V8M and Y89D mutations reduce velocity and processivity of heterodimeric motors

The V8M and Y89D mutations found in KAND patients are inherited in an autosomal dominant manner, indicating that the disease allele can influence transport even in the presence of a WT allele. We thus examined the effect of the KAND mutations in the heterodimeric state where one motor domain is WT and the second motor domain harbors a KAND mutation. We tested several strategies for generating heterodimeric motors but were unable to achieve complete heterodimer formation (Fig. S5 F). We thus cotransfected COS-7 cells with plasmids for expression of WT motors tagged with mNG and KAND mutant motors tagged with Halo and FLAG tags (Fig. 9 A) and tested several imaging conditions to avoid artifacts related to either of the tags (Fig. S5, A–E). From the kymographs, motility events of heterodimeric motors were scored as comotility in both the mNG and Halo(JF552) fluorescence channels (Fig. 9, B–D).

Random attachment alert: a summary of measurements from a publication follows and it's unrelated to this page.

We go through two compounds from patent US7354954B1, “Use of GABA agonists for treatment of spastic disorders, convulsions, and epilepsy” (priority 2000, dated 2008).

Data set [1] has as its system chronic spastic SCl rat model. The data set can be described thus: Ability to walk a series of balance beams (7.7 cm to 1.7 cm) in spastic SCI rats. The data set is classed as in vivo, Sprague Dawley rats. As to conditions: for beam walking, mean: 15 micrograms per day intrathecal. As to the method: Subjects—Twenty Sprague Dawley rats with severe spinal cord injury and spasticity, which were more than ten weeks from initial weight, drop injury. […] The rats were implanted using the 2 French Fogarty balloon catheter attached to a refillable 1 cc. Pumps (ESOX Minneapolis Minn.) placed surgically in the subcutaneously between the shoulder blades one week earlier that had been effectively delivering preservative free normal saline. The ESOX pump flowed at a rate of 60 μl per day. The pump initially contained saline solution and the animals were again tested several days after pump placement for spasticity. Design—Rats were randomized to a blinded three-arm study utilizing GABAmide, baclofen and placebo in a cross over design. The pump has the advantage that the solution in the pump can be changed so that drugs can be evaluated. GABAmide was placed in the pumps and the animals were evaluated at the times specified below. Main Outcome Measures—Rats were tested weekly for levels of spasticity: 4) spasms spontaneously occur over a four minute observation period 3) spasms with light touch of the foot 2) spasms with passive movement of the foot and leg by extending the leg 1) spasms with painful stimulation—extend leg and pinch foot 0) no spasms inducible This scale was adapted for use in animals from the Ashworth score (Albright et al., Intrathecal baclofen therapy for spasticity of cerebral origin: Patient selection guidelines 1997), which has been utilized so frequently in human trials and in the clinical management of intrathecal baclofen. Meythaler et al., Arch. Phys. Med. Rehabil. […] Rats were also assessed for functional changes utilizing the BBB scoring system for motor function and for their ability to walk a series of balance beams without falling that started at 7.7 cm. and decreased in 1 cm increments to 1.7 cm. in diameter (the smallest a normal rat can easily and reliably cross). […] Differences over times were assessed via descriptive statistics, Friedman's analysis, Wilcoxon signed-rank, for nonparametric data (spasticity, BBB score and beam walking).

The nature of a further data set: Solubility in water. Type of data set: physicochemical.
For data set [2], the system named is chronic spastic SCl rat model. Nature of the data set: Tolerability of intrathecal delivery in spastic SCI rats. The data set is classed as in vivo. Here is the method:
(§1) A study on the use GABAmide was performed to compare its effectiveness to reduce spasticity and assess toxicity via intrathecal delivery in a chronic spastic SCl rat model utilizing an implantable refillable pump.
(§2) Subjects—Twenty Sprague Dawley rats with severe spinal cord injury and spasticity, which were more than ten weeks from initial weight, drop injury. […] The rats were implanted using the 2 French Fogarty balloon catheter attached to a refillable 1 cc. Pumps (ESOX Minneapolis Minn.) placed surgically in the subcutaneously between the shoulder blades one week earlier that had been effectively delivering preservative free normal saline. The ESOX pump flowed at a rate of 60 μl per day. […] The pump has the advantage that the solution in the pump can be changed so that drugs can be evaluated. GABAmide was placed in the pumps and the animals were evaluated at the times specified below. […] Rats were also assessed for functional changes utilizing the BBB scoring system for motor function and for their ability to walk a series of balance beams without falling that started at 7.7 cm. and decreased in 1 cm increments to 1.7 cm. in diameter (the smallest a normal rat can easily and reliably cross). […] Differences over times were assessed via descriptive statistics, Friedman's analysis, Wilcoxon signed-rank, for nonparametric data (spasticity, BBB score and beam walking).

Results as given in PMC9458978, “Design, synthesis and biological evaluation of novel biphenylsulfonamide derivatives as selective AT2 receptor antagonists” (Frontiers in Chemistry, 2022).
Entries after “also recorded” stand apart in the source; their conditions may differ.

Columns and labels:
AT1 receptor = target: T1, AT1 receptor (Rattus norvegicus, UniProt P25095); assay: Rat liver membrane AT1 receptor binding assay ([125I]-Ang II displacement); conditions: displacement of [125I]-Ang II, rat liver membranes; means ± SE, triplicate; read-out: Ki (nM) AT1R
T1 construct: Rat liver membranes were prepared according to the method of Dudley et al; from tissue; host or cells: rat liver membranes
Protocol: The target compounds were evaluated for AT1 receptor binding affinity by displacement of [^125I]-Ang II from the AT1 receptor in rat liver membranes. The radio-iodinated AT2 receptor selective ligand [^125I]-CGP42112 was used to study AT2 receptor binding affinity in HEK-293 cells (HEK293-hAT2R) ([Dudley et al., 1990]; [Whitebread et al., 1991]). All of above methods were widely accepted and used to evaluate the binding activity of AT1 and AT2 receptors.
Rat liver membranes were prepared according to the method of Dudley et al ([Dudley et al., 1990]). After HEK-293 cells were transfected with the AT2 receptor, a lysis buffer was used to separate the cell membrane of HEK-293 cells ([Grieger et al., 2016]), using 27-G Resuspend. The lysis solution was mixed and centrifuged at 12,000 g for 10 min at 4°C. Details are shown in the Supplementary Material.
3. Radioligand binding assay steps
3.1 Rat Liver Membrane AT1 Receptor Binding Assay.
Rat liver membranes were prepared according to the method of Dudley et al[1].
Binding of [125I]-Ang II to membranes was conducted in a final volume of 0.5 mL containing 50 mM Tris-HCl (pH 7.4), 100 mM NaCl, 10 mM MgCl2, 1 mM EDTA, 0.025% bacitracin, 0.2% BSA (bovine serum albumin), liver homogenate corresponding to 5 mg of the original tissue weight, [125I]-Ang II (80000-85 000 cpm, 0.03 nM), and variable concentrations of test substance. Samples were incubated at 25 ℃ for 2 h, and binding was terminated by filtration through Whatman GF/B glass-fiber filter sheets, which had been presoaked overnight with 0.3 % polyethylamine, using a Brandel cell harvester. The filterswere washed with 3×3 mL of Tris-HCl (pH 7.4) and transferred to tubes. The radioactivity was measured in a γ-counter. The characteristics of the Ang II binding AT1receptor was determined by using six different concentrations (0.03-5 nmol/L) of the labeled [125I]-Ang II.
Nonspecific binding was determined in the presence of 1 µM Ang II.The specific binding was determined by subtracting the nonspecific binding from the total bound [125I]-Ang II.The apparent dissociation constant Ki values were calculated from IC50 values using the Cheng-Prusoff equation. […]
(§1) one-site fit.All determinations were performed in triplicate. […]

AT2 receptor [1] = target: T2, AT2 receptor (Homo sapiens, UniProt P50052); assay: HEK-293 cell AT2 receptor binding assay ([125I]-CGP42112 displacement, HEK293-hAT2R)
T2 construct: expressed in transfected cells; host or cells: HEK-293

KIF1A(1–393)-WT/WTC motors tagged with both mNG and Halo(JF552) fluorophores displayed fast velocities (2.1 ± 0.1 µm/s) and long run length (19.8 [13.4, 27.0] µm; Fig. 9 A) comparable to the homodimeric motors studied above. The presence of the V8M motor domain resulted in a significant (P < 0.001, Student’s t test) reduction in velocity (1.3 ± 0.1 µm/s; Fig. 9 B) such that the heterodimeric KIF1A(1–393)-WT/V8MC motor’s velocity is comparable to that of homodimeric V8M/V8MC mutant motors. In addition, the processivity of KIF1A(1–393)-WT/V8MC motors (10.0 [5.5, 15.0] µm; Fig. 9 B) was significantly (P < 0.001, Kruskal-Wallis test) reduced compared with WT/WTC motors but was not as severely hindered as in the V8M/V8MC motors.